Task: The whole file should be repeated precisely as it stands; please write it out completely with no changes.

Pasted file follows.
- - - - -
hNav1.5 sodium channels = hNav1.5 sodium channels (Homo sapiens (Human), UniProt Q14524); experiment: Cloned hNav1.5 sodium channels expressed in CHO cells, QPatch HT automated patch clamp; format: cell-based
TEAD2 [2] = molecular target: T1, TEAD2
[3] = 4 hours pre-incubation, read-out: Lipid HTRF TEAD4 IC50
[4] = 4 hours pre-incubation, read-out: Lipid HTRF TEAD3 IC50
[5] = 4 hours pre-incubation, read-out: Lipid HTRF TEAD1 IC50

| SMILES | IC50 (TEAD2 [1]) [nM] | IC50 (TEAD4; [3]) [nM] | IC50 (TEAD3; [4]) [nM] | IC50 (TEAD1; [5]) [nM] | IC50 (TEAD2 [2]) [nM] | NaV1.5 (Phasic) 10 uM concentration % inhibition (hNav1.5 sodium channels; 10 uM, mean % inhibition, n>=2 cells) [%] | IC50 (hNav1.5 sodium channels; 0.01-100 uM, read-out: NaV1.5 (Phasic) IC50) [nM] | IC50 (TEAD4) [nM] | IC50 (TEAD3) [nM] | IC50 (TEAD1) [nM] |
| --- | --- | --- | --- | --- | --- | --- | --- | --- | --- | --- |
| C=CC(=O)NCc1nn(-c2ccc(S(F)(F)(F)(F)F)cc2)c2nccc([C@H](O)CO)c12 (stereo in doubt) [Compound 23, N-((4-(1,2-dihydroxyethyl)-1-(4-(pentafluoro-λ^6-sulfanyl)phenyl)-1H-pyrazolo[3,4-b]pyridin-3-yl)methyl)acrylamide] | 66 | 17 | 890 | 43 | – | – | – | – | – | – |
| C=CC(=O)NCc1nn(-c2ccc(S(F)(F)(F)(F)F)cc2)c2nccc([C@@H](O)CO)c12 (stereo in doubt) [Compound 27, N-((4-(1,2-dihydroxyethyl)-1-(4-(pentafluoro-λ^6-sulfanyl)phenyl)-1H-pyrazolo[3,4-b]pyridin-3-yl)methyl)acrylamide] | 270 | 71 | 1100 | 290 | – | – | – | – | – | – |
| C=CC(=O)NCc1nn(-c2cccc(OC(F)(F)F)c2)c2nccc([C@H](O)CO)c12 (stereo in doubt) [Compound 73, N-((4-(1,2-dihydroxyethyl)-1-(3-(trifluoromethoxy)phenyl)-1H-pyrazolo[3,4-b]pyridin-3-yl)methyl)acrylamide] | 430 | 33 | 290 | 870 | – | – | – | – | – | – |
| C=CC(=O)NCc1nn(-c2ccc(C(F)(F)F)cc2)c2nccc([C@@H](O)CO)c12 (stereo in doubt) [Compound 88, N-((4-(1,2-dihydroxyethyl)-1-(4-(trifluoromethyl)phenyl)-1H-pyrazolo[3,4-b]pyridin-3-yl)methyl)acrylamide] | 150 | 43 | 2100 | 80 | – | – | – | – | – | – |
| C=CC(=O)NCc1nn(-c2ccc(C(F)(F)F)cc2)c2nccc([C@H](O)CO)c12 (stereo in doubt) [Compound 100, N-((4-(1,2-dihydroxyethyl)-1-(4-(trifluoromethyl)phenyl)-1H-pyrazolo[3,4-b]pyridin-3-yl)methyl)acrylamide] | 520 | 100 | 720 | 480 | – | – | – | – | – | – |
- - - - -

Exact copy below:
hNav1.5 sodium channels = hNav1.5 sodium channels (Homo sapiens (Human), UniProt Q14524); experiment: Cloned hNav1.5 sodium channels expressed in CHO cells, QPatch HT automated patch clamp; format: cell-based
TEAD2 [2] = molecular target: T1, TEAD2
[3] = 4 hours pre-incubation, read-out: Lipid HTRF TEAD4 IC50
[4] = 4 hours pre-incubation, read-out: Lipid HTRF TEAD3 IC50
[5] = 4 hours pre-incubation, read-out: Lipid HTRF TEAD1 IC50

| SMILES | IC50 (TEAD2 [1]) [nM] | IC50 (TEAD4; [3]) [nM] | IC50 (TEAD3; [4]) [nM] | IC50 (TEAD1; [5]) [nM] | IC50 (TEAD2 [2]) [nM] | NaV1.5 (Phasic) 10 uM concentration % inhibition (hNav1.5 sodium channels; 10 uM, mean % inhibition, n>=2 cells) [%] | IC50 (hNav1.5 sodium channels; 0.01-100 uM, read-out: NaV1.5 (Phasic) IC50) [nM] | IC50 (TEAD4) [nM] | IC50 (TEAD3) [nM] | IC50 (TEAD1) [nM] |
| --- | --- | --- | --- | --- | --- | --- | --- | --- | --- | --- |
| C=CC(=O)NCc1nn(-c2ccc(S(F)(F)(F)(F)F)cc2)c2nccc([C@H](O)CO)c12 (stereo in doubt) [Compound 23, N-((4-(1,2-dihydroxyethyl)-1-(4-(pentafluoro-λ^6-sulfanyl)phenyl)-1H-pyrazolo[3,4-b]pyridin-3-yl)methyl)acrylamide] | 66 | 17 | 890 | 43 | – | – | – | – | – | – |
| C=CC(=O)NCc1nn(-c2ccc(S(F)(F)(F)(F)F)cc2)c2nccc([C@@H](O)CO)c12 (stereo in doubt) [Compound 27, N-((4-(1,2-dihydroxyethyl)-1-(4-(pentafluoro-λ^6-sulfanyl)phenyl)-1H-pyrazolo[3,4-b]pyridin-3-yl)methyl)acrylamide] | 270 | 71 | 1100 | 290 | – | – | – | – | – | – |
| C=CC(=O)NCc1nn(-c2cccc(OC(F)(F)F)c2)c2nccc([C@H](O)CO)c12 (stereo in doubt) [Compound 73, N-((4-(1,2-dihydroxyethyl)-1-(3-(trifluoromethoxy)phenyl)-1H-pyrazolo[3,4-b]pyridin-3-yl)methyl)acrylamide] | 430 | 33 | 290 | 870 | – | – | – | – | – | – |
| C=CC(=O)NCc1nn(-c2ccc(C(F)(F)F)cc2)c2nccc([C@@H](O)CO)c12 (stereo in doubt) [Compound 88, N-((4-(1,2-dihydroxyethyl)-1-(4-(trifluoromethyl)phenyl)-1H-pyrazolo[3,4-b]pyridin-3-yl)methyl)acrylamide] | 150 | 43 | 2100 | 80 | – | – | – | – | – | – |
| C=CC(=O)NCc1nn(-c2ccc(C(F)(F)F)cc2)c2nccc([C@H](O)CO)c12 (stereo in doubt) [Compound 100, N-((4-(1,2-dihydroxyethyl)-1-(4-(trifluoromethyl)phenyl)-1H-pyrazolo[3,4-b]pyridin-3-yl)methyl)acrylamide] | 520 | 100 | 720 | 480 | – | – | – | – | – | – |